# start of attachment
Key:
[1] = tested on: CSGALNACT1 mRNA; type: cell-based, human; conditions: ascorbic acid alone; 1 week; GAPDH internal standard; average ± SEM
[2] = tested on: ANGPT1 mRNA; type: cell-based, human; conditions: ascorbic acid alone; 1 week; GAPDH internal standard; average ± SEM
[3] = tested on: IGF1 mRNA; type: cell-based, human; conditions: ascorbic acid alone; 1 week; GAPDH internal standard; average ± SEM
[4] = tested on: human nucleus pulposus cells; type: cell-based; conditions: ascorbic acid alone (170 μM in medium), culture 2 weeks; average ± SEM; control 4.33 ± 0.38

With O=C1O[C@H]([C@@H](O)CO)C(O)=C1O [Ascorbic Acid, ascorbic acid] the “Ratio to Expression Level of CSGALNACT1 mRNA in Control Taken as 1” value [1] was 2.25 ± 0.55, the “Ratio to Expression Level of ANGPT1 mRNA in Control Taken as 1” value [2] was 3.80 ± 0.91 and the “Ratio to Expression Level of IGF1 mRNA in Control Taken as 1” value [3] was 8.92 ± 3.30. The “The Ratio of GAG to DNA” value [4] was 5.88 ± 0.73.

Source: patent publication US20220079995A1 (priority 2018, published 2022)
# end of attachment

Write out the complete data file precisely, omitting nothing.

Key:
[1] = tested on: CSGALNACT1 mRNA; type: cell-based, human; conditions: ascorbic acid alone; 1 week; GAPDH internal standard; average ± SEM
[2] = tested on: ANGPT1 mRNA; type: cell-based, human; conditions: ascorbic acid alone; 1 week; GAPDH internal standard; average ± SEM
[3] = tested on: IGF1 mRNA; type: cell-based, human; conditions: ascorbic acid alone; 1 week; GAPDH internal standard; average ± SEM
[4] = tested on: human nucleus pulposus cells; type: cell-based; conditions: ascorbic acid alone (170 μM in medium), culture 2 weeks; average ± SEM; control 4.33 ± 0.38

With O=C1O[C@H]([C@@H](O)CO)C(O)=C1O [Ascorbic Acid, ascorbic acid] the “Ratio to Expression Level of CSGALNACT1 mRNA in Control Taken as 1” value [1] was 2.25 ± 0.55, the “Ratio to Expression Level of ANGPT1 mRNA in Control Taken as 1” value [2] was 3.80 ± 0.91 and the “Ratio to Expression Level of IGF1 mRNA in Control Taken as 1” value [3] was 8.92 ± 3.30. The “The Ratio of GAG to DNA” value [4] was 5.88 ± 0.73.

Source: patent publication US20220079995A1 (priority 2018, published 2022)